A review of the data-management workflow in WSCs may be needed as a result of these policy and process changes: (1) Data-entry personnel should be careful to use the correct qualifiers during sample login, especially for proprietary and internal-use-only samples (see NWIS guidance for information on when data should be flagged as proprietary-- http://wwwnwis.er.usgs.gov/SECURITY/Privacy/Proprietary.data.Policy.html); (2) More timely review of analytical results may be needed, since provisional data will be supplied to internet users; (3) Project personnel must use DQI codes in their local NWIS-QWDATA database to document the review and web transfer status of results. Guidance and training will be provided to WSCs to assist in understanding potential workflow changes caused by the new NWISWeb water-quality aggregation and web displays.
WSCs may experience changes in the types of questions received from users of NWISWeb. Previously, requests have predominantly been for data; however, questions in the future may regard method and data-quality. USGS WSC directors may want to notify their cooperators about these changes after they are implemented on NWISWeb. The following paragraph is suggested for this purpose:
The USGS is expediting the delivery of new water-quality data to our NWISWeb system to provide data in the timeliest manner possible. As a result, some provisional, unreviewed water-quality results will become available. There are several aspects to this change in data delivery that may help you understand and use these data. Analytical results from any particular sampling activity are commonly returned by the laboratory in groups of results that are associated with particular laboratory processes. For example, field measurements and nutrient analyses typically are delivered first and organic analyses are usually last. About 60 percent of samples collected by the USGS have additional analytes added subsequent to the initial data release. The review and approval of laboratory results by the USGS may not be final until all analytical results for a particular sample have been supplied by the laboratory. The USGS is attempting to meet your needs for rapid data disclosure by providing data when still provisional. The USGS places a very high value on data quality. If you find anomalous or questionable data on our NWISWeb system, we will attempt to resolve the data issue. We advise caution regarding the potential for use of unreviewed data in policy decisions and we welcome your questions. Please contact the appropriate USGS Water-Science Center with any questions about data collected in their area.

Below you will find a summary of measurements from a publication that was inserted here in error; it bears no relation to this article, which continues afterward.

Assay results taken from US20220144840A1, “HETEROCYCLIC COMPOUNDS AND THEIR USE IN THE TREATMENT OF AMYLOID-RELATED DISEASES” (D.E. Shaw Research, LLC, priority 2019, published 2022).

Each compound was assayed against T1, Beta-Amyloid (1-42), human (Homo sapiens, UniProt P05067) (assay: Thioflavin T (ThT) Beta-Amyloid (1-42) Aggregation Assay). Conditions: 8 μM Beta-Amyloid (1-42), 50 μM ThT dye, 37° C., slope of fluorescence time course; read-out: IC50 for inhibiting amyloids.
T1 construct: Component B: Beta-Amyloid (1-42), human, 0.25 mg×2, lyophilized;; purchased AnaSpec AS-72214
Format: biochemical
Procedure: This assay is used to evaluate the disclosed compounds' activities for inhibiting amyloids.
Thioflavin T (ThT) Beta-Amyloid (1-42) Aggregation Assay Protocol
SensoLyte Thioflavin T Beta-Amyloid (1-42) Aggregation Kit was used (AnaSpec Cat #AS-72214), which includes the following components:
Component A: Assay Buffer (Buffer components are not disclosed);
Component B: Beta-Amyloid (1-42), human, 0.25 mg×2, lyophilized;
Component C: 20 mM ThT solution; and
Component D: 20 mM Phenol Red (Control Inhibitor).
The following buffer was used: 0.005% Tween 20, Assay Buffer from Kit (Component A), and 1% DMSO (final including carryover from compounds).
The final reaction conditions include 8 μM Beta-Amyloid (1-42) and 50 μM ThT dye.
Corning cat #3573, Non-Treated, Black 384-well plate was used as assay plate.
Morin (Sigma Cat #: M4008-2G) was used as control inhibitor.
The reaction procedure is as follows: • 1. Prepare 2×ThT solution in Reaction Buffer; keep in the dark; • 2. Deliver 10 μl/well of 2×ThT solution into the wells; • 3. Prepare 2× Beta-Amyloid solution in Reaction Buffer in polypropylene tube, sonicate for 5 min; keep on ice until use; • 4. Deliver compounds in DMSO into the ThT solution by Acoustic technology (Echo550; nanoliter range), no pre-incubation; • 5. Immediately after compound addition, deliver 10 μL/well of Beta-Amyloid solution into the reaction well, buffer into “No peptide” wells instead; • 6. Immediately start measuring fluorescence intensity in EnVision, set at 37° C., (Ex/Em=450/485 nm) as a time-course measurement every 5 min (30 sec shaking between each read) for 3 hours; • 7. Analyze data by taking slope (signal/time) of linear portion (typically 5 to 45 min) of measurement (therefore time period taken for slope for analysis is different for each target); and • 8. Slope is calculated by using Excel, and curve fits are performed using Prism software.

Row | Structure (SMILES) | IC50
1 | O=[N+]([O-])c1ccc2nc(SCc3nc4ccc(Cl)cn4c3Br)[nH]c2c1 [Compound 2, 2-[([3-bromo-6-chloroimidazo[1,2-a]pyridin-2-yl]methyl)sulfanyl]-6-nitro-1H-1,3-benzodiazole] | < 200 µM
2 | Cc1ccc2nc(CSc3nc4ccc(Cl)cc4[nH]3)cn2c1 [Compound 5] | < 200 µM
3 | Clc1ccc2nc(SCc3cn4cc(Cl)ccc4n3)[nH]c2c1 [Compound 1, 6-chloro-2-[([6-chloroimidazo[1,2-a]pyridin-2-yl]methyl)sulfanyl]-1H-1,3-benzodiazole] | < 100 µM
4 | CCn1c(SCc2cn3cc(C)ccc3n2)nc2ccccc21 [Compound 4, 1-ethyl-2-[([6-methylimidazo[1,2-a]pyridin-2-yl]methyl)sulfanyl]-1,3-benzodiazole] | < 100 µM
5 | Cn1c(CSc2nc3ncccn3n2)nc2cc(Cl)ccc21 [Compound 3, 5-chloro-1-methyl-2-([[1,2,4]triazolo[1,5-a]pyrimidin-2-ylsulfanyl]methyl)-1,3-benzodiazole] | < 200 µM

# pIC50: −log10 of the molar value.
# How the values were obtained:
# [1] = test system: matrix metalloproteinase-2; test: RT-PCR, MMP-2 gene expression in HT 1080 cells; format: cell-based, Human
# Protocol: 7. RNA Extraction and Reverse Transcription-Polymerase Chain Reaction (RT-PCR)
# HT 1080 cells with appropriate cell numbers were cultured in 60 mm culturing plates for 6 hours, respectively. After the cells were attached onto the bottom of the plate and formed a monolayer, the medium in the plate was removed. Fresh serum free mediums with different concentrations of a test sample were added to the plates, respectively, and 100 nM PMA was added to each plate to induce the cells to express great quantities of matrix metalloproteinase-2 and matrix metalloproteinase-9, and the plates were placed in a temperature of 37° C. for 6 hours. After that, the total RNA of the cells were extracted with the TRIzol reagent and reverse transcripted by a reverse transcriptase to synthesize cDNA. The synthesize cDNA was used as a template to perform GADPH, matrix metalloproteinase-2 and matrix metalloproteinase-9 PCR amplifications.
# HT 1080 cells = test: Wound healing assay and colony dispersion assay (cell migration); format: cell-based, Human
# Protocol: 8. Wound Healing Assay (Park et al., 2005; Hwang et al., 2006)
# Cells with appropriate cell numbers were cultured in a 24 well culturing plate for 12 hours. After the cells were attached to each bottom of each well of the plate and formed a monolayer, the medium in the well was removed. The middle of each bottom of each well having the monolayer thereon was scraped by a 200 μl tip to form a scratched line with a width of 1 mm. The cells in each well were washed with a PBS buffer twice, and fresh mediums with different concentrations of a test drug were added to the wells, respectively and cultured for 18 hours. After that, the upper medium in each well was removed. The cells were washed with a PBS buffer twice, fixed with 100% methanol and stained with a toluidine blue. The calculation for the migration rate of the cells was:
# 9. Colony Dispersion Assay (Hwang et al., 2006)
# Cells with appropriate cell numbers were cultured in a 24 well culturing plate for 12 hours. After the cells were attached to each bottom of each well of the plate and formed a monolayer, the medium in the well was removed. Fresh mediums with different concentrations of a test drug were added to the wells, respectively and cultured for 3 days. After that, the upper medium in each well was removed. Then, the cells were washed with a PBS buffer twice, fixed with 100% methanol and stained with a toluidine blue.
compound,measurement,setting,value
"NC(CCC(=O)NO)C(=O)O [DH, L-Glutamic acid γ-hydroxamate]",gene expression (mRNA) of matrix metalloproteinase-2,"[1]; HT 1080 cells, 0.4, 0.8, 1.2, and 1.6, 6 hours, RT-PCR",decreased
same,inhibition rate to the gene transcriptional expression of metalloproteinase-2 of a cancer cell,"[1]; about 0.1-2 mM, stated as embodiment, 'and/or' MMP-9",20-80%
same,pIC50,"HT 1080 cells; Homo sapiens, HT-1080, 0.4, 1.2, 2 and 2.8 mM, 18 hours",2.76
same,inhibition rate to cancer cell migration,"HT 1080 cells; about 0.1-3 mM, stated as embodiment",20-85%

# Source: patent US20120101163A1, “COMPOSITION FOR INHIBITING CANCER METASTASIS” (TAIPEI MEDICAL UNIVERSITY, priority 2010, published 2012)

Walton H. Low /s/ for Timothy L. Miller
Chief, Office of Water Quality
This memorandum does not supersede any other Office of Water Quality Technical Memorandum.
Distribution: All WRD Employees